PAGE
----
Scotland coach Steven Reid has seen first hand what qualifying for a major tournament means.
The crowds that flocked to the airport on Ireland’s victorious return from Iran in 2001 signified the importance of just what making the World Cup meant to the country.
Circumstances may be much different this time around but the significance is no less. Victory for Scotland in Belgrade on Thursday night hands Scotland a place at the delayed European Championship, in what would be their first tournament since the 1998 World Cup.
Reid admits to letting big games pass him by as a player. He is determined to soak in a little bit more should Scotland triumph against Serbia.
He said: “This is a chance to make history. I’ve been lucky enough to have been involved in qualifying for a major tournament as a player – and it’s a moment that doesn’t come round too often.
“Hopefully it’s not – but it can be a once-in-a-lifetime opportunity to play in a major tournament.
“I want to go into it and sample it again as a coach, try to enjoy every minute. Because, when you’re in it as a player, sometimes the top moments in your career can pass you by. That goes for club football and international football.
“We have to embrace this, leave nothing out on the pitch. Hopefully that’s enough for us to qualify, then go on and have a successful tournament next year.”
Ireland qualified for that tournament via the play-offs too; a 2-0 win in Dublin was followed by a nervy 1-0 defeat in Tehran to secure a place at Japan/South Korea in 2002.
Scotland did it the hard way but showed little nerves in the penalty shoot-out win over Israel last month. They were perfect from the spot, at an empty Hampden Park, to earn a play-off final berth.
Reid added: “Going back to when I was involved in it, because crowds were back in and you were aware of the magnitude of it – we had a play-off game in Iran and when you got back to the Republic there’s people waiting at the airport.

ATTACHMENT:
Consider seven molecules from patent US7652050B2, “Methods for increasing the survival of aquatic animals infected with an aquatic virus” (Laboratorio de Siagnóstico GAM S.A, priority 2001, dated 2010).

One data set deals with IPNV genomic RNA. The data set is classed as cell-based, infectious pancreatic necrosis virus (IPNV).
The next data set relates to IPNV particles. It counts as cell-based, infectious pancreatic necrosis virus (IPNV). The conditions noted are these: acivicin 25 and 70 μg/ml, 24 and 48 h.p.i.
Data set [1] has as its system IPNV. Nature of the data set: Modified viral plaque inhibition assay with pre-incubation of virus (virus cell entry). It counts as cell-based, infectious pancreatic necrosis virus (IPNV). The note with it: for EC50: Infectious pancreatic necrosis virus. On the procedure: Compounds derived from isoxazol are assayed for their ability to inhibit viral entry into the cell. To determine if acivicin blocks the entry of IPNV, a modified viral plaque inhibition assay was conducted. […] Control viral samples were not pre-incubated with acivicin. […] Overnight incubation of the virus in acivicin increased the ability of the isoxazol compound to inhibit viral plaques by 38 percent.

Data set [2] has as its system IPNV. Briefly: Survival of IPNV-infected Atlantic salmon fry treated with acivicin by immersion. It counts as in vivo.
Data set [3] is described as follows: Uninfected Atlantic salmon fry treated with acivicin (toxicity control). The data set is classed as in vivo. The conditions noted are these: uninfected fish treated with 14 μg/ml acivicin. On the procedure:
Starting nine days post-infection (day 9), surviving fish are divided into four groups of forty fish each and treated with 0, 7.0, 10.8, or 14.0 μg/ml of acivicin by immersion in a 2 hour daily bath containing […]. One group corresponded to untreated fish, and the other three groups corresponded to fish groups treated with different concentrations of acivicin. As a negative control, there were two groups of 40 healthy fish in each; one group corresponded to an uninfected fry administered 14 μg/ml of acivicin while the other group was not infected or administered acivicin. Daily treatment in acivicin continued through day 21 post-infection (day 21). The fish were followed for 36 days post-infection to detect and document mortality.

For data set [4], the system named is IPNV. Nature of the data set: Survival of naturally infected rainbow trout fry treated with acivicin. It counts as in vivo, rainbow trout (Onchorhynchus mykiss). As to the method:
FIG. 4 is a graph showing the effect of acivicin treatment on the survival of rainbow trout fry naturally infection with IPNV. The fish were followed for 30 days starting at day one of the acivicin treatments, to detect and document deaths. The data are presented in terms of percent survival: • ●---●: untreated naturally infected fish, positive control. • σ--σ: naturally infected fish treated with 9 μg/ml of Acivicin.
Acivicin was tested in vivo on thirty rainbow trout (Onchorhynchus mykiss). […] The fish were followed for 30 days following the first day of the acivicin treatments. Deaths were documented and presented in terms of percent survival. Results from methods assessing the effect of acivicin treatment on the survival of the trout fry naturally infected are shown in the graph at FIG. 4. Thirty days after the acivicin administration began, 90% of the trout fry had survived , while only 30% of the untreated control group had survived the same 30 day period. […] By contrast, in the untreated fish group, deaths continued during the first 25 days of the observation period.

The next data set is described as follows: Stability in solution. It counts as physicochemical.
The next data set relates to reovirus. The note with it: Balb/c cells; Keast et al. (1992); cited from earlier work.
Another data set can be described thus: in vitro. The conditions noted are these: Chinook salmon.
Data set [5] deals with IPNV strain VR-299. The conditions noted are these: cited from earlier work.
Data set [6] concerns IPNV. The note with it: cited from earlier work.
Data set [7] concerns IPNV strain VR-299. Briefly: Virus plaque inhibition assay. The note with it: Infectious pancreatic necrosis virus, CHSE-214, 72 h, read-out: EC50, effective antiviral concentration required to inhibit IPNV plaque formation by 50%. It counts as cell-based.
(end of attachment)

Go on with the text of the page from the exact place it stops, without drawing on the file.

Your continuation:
“That’s going to be different. The fact that it’s free to view is massive. We’re going to know the support is there and everyone can get access to the game. You can’t get around what a different and difficult situation this is but hopefully by next summer, if we do get qualified, things might be different and we can have everyone there to get behind us in person.”
It was a misty morning at @OriamScotland, as the first training session of our triple-header took place.
👀 Good to see a few familiar faces back in camp. pic.twitter.com/f8PdCXvrIe
— Scotland National Team (@ScotlandNT) November 9, 2020
A number of familiar faces have been recalled to the squad after missing out last time. Stuart Armstrong, Kieran Tierney and Ryan Christie – who all missed the last triple-header due to Armstrong’s positive Covid-19 test – plus Scott McKenna, Liam Palmer and Leigh Griffiths all return.
However, there is an acknowledgement by the coaching staff to what the players present for the Israel, Slovakia and Czech Republic games achieved.
“You can’t discount what the players in the last camp have done, three fantastic results and performances, clean sheets. So you can’t discount that,” said Reid.
“But, at the same time, it needs to be games taken in isolation. We need the right players, the right team for that opposition.
“It’s not always necessarily the best players but the best blend of squad and team to go in and win the game.”
Ryan Fraser and Grant Hanley, however, will not be part of the squad after both withdrew with hamstring complaints. At this stage there are no plans to add anyone else to what is now a 25-man pool.
“Obviously Ryan being out is a disappointment. He stepped it up in the last camp – and that was without a massive amount of minutes, having got the late move Newcastle.
“He was still getting up to speed but did really well, so it’s a disappointment.
“But we’ve got Ryan Christie back available after the last camp and Stuart Armstrong in great form, as well. Hopefully we’ve got more than enough to deal with a couple of injuries.”